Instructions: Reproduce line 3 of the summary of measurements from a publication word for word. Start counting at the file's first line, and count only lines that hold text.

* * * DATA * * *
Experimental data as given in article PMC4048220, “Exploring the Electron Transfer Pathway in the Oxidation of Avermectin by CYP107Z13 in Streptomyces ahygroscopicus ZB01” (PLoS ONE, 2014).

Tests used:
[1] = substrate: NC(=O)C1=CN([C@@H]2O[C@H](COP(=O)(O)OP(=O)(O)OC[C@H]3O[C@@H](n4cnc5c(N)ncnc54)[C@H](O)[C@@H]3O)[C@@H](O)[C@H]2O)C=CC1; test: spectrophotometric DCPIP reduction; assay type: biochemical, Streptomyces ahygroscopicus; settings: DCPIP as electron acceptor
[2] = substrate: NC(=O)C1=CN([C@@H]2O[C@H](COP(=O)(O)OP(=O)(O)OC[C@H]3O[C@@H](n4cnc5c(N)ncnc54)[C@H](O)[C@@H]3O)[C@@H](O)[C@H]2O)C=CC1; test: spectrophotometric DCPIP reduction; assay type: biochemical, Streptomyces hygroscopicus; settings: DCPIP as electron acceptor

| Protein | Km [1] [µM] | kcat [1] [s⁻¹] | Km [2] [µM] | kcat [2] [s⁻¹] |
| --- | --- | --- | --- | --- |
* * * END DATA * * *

[1] = substrate: NC(=O)C1=CN([C@@H]2O[C@H](COP(=O)(O)OP(=O)(O)OC[C@H]3O[C@@H](n4cnc5c(N)ncnc54)[C@H](O)[C@@H]3O)[C@@H](O)[C@H]2O)C=CC1; test: spectrophotometric DCPIP reduction; assay type: biochemical, Streptomyces ahygroscopicus; settings: DCPIP as electron acceptor